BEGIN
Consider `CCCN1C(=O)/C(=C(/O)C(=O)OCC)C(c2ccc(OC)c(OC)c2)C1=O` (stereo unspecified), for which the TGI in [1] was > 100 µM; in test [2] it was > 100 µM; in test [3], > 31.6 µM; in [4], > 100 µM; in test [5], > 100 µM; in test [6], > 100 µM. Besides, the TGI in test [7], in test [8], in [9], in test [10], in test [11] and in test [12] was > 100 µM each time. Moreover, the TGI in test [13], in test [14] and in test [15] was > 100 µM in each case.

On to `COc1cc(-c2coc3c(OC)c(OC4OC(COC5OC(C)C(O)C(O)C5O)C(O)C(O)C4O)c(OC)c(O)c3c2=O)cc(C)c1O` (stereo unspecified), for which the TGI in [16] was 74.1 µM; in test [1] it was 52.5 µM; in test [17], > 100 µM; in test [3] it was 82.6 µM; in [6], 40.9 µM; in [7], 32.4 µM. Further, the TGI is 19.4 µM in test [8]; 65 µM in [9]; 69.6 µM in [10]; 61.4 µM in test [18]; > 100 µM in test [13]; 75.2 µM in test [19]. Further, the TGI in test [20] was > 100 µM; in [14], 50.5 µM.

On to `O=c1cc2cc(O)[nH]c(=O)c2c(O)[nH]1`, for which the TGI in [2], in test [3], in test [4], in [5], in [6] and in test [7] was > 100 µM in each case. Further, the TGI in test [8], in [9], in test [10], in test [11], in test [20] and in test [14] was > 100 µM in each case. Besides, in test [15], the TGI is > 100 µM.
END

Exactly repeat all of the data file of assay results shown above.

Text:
Consider `CCCN1C(=O)/C(=C(/O)C(=O)OCC)C(c2ccc(OC)c(OC)c2)C1=O` (stereo unspecified), for which the TGI in [1] was > 100 µM; in test [2] it was > 100 µM; in test [3], > 31.6 µM; in [4], > 100 µM; in test [5], > 100 µM; in test [6], > 100 µM. Besides, the TGI in test [7], in test [8], in [9], in test [10], in test [11] and in test [12] was > 100 µM each time. Moreover, the TGI in test [13], in test [14] and in test [15] was > 100 µM in each case.

On to `COc1cc(-c2coc3c(OC)c(OC4OC(COC5OC(C)C(O)C(O)C5O)C(O)C(O)C4O)c(OC)c(O)c3c2=O)cc(C)c1O` (stereo unspecified), for which the TGI in [16] was 74.1 µM; in test [1] it was 52.5 µM; in test [17], > 100 µM; in test [3] it was 82.6 µM; in [6], 40.9 µM; in [7], 32.4 µM. Further, the TGI is 19.4 µM in test [8]; 65 µM in [9]; 69.6 µM in [10]; 61.4 µM in test [18]; > 100 µM in test [13]; 75.2 µM in test [19]. Further, the TGI in test [20] was > 100 µM; in [14], 50.5 µM.

On to `O=c1cc2cc(O)[nH]c(=O)c2c(O)[nH]1`, for which the TGI in [2], in test [3], in test [4], in [5], in [6] and in test [7] was > 100 µM in each case. Further, the TGI in test [8], in [9], in test [10], in test [11], in test [20] and in test [14] was > 100 µM in each case. Besides, in test [15], the TGI is > 100 µM.